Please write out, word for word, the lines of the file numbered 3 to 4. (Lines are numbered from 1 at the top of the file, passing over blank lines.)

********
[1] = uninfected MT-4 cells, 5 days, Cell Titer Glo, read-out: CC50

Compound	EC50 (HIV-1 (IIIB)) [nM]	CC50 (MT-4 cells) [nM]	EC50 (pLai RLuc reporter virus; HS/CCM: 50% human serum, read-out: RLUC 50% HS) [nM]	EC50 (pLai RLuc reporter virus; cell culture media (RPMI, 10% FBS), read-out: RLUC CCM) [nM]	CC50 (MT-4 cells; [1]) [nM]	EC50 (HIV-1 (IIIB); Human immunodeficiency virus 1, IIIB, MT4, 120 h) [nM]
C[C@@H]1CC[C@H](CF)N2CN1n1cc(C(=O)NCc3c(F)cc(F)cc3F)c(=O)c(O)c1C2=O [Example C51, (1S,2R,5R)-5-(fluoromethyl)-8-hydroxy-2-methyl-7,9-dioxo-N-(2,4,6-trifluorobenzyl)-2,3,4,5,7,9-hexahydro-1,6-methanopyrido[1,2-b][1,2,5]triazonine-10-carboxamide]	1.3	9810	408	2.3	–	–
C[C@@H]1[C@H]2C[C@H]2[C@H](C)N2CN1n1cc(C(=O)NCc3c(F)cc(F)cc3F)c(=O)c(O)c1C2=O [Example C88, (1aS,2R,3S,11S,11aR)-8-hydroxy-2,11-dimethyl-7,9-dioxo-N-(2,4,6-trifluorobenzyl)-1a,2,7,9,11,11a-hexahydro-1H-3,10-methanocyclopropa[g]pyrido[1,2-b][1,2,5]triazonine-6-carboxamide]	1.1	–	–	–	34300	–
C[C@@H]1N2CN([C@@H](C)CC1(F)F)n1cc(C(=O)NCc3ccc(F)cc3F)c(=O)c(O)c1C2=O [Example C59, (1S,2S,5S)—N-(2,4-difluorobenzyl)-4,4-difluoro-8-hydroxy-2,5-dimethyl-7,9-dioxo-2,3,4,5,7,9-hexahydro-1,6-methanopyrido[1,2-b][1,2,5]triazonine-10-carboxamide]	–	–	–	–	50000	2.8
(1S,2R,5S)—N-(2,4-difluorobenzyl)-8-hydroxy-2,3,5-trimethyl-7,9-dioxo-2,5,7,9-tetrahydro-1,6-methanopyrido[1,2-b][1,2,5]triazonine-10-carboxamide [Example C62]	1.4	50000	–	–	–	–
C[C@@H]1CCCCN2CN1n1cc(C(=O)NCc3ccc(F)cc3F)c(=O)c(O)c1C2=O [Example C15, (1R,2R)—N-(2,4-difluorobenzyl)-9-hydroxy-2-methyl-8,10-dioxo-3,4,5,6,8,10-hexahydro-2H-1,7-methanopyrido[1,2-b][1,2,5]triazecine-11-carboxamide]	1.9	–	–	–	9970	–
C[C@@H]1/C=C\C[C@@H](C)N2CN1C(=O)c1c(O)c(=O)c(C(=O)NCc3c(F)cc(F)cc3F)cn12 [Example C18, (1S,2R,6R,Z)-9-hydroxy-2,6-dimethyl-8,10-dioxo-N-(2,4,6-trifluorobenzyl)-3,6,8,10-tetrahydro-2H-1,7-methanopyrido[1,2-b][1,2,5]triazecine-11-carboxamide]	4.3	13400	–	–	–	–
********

C[C@@H]1CC[C@H](CF)N2CN1n1cc(C(=O)NCc3c(F)cc(F)cc3F)c(=O)c(O)c1C2=O [Example C51, (1S,2R,5R)-5-(fluoromethyl)-8-hydroxy-2-methyl-7,9-dioxo-N-(2,4,6-trifluorobenzyl)-2,3,4,5,7,9-hexahydro-1,6-methanopyrido[1,2-b][1,2,5]triazonine-10-carboxamide]	1.3	9810	408	2.3	–	–
C[C@@H]1[C@H]2C[C@H]2[C@H](C)N2CN1n1cc(C(=O)NCc3c(F)cc(F)cc3F)c(=O)c(O)c1C2=O [Example C88, (1aS,2R,3S,11S,11aR)-8-hydroxy-2,11-dimethyl-7,9-dioxo-N-(2,4,6-trifluorobenzyl)-1a,2,7,9,11,11a-hexahydro-1H-3,10-methanocyclopropa[g]pyrido[1,2-b][1,2,5]triazonine-6-carboxamide]	1.1	–	–	–	34300	–